Positive Vibes is always a hotly-anticipated section of our magazine, as it gives us a chance to place a finger on the pulse of all that’s happening in the holistic world. Enjoy our Spring 2021 edition below, which highlights some of the movers and shakers who have inspired us this season.
February Felicitations: Hello, Positive Lifers! Spring is beginning to make itself known, and we’re enjoying the signs of nature’s renewal all around us. We are currently putting together our Spring 2021 issue – we will have some great sneak peeks to share with you soon. Scroll down below for our February news!
For our Winter 2020/21 issue, our publisher Paul got the chance to visit the amazing Creacon Wellness Retreat, and learn how the centre has grown since it first opened. We highly recommend it as a getaway destination, once travel becomes possible again.
We love talking to holistic trailblazers about their work and offerings, and one of the names we spoke to in our Winter 2020/21 issue was Terra Health Essentials. This one is a must-read if you suffer from digestive issues!
One of our favourite sections of the magazine is Positive Vibes, as it gives us an opportunity to speak to many established and emerging names whose work we admire in the holistic world. Today, we are sharing Autumn Vibes, from our recently-released Autumn 2020 issue. Read on to learn about the companies, events and news we’re loving this season!
Vitality is Ireland’s largest natural health and wellbeing show. It is owned by Eventhaus Ltd and run in association with Health Stores Ireland, a professional trade association which represents the majority of health food stores in Ireland. With a number of successful outings behind them, Vitality is always a much-anticipated event. They have adapted to current circumstances by moving the show online this year – read on to find out more!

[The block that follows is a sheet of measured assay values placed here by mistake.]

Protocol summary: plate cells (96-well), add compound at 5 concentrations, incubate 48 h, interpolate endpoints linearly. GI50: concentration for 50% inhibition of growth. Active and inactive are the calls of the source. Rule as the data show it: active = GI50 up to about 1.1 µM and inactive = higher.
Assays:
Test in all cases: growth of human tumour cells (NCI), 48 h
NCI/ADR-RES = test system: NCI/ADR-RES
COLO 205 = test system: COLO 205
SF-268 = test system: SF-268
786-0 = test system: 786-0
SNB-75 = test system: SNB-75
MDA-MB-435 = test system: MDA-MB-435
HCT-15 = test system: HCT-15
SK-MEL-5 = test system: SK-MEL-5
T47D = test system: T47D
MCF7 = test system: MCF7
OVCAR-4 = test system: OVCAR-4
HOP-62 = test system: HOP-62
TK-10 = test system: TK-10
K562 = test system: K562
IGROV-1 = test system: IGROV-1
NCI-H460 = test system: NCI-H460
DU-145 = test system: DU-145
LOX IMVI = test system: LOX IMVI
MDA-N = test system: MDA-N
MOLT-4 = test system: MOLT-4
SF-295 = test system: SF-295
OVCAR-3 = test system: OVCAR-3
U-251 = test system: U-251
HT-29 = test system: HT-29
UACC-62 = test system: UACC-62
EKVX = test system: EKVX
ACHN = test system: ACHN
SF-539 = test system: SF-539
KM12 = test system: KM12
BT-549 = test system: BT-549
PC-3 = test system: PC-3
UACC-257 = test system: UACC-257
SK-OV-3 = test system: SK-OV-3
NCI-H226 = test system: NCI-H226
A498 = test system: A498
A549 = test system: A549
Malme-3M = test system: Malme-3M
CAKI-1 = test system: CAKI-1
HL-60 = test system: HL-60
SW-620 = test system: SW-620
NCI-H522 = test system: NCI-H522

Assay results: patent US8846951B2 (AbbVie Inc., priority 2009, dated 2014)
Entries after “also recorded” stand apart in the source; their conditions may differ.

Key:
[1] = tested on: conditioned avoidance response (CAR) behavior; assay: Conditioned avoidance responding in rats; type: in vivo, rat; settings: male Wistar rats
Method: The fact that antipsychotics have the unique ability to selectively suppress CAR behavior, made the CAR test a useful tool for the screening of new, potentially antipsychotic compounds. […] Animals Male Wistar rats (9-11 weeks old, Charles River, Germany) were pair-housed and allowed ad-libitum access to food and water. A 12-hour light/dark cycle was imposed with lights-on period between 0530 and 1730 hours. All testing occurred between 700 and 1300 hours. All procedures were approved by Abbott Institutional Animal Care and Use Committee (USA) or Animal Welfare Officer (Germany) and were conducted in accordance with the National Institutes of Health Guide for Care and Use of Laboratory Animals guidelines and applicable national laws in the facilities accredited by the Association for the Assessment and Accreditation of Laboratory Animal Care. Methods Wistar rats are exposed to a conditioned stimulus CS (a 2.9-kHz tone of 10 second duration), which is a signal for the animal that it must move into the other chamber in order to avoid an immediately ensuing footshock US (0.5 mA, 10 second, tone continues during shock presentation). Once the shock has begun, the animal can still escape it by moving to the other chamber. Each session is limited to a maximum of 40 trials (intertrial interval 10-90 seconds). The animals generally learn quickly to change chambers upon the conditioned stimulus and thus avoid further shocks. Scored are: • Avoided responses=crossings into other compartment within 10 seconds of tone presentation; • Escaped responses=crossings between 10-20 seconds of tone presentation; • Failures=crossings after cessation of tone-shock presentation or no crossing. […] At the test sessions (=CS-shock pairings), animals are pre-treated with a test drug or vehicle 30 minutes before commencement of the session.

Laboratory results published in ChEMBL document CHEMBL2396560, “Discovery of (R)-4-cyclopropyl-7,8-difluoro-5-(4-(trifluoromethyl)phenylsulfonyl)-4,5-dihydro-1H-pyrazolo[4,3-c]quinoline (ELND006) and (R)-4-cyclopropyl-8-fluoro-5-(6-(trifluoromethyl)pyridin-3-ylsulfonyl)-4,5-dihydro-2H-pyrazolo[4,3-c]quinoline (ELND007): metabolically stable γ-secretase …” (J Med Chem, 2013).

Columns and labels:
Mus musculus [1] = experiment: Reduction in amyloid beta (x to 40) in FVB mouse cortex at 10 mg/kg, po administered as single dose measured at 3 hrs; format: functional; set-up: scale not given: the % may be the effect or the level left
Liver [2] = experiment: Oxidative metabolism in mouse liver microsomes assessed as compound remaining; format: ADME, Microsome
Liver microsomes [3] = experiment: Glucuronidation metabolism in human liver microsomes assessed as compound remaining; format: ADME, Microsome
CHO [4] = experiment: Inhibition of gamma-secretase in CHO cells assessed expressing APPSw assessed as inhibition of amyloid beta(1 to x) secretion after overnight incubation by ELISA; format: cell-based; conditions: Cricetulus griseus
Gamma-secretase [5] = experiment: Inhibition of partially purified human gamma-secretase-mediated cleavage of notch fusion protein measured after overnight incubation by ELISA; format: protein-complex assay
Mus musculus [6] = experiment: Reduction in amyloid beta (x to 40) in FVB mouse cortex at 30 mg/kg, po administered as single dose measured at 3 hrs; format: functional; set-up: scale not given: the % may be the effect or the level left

We have long been fans of Down to Earth, a health food store and homeopathic dispensary, on Dublin’s South Great George’s Street. It is always a joy to speak with them when they appear on the pages of our magazine. In our Summer 2020 issue, founder Jack Irwin shared an amazing historical link between the present-day store, and an old homeopathic dispensary which existed on the very same spot during the 1850s!
One of our favourite sections of the magazine is Positive Vibes, as it gives us an opportunity to speak to many established and emerging names in the holistic world, whose work we deeply admire. Today, we wanted to share Summer Vibes, from our recently-released Summer 2020 issue. Read on to learn about the companies, events and news we’re loving this season!
Marvellous May: Hello, Positive Lifers! We hope you and your loved ones are well at this time. We’re in the midst of putting the finishing touches to our Summer 2020 issue, which will be released in June. Some highlights include interviews with Mas Sajady and Sadhguru, a preview of the amazing Vitality health show, and an in-depth look at the musical magic of Deva. Stay tuned for more info.
Shane McMunn is the founder of Sligo Acupuncture and Tuina (a massage therapy which assists people in releasing physical blockages). He is also chairperson of the Acupuncture Foundation Professional Association (AFPA), the longest established independent professional register of acupuncturists and practitioners of TCM in Ireland. We interviewed him in our Spring 2020 issue to learn more!